October 16, 2013

Discombobulated Frenzy of Wonderful Snippets From Our Summer Exchange Experience

And now for a discombobulated frenzy of wonderful snippets from our summer exchange experience to wind down this series of posts:

Seize the moment. We had a four-week window of time with our most recent exchange student. Those weeks were action packed and memorable. (It essentially took us the remainder of the summer to recover from all the fun, but it was worth it!).

Lazy is not my thing, but I'm learning to go with the flow. As we neared the end of our recent exchange experience, and I once again asked our student what he wanted to do before he returned home, he said, "Have a lazy day." This was joined by cheers from my two kids. Chill mom. So I did.

The power of suggestion. I put a stack of board games on our kitchen counter and we worked (or played) our way through them throughout the summer. We played more board games and had more family game nights this past few months than any summer I can remember.

Soak up the simple things. The laughter. The wrestling. The music. The accent. The snickering of kids sharing taboo words in their respective languages. The visit to Voodoo Donuts and the pink box that was flattened and brought back to Spain as a souvenir.

Capture the moment. I planned to send our exchange student home with a photo book of memories, so I snapped pictures all summer long. Now I, too, have a vast collection of memorable photos. My favorites are the ones I took just to "capture the moment" or the space/place.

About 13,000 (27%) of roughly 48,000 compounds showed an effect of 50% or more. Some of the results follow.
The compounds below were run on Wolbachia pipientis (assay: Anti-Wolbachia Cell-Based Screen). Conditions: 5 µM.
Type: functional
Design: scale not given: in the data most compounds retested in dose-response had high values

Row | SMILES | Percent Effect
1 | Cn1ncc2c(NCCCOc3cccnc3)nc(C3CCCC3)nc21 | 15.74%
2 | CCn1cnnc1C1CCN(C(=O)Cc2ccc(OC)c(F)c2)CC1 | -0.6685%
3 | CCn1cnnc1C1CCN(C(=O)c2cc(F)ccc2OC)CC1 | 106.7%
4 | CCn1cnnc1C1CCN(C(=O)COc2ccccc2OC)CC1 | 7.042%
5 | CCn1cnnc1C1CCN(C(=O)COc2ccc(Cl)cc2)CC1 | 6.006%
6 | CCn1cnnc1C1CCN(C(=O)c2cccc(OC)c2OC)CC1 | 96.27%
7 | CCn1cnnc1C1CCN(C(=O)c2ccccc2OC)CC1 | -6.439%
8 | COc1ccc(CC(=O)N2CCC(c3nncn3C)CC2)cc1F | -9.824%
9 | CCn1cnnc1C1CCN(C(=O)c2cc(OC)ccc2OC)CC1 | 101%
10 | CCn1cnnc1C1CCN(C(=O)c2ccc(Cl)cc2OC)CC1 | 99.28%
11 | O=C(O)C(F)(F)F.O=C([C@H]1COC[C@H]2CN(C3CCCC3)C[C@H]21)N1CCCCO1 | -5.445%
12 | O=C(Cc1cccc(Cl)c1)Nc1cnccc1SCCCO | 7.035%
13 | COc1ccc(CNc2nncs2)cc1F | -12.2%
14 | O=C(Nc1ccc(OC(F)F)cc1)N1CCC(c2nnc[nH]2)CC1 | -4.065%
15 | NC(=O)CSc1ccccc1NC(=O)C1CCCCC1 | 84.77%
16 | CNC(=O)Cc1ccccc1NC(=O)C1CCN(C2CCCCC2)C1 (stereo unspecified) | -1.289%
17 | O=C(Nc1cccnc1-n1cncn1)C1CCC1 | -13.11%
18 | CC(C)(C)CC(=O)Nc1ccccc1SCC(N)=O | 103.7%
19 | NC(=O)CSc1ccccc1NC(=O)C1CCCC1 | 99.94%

Food. There were so many foodie spots we wanted to take our exchange students to, and I realized how much of my being centers on food. When we hosted our student from Korea, we took her to the Asian grocery and then she cooked us a traditional family dish. Yum!

Ask. Talk. Listen. Many great conversations started with a probing question or cultural comparison. The classic, "Do you do this here/there?" kinds of questions. We covered politics, school, bedtimes, dating, shopping, guns/weapons, manners ("Is it rude to ask a woman her age here? "At home it's rude to keep your hands under the table during a meal"), routines and traditions ("We eat a big lunch and a small dinner, and our dinner is eaten much later at night"), and common foods (we learned about Spanish omelets, and we introduced meatloaf and cornbread).

Find out. We looked so many things up when our exchange student was visiting. If he asked a question and we didn't know the answer, we looked it up. We look things up during our ordinary life, too, but not quite as often. Now that my kids are older, I usually encourage them to look things up on their own. If they aren't motivated enough to find out, the learning opportunity tends to escape. Yes, it's good to encourage kids to do their own research, but it's also okay for parents to look things up to keep the interest level up and/or get the conversation going.

Realize that kids squabble. Get over it. Good luck. It drives me nuts when my kids bicker and argue.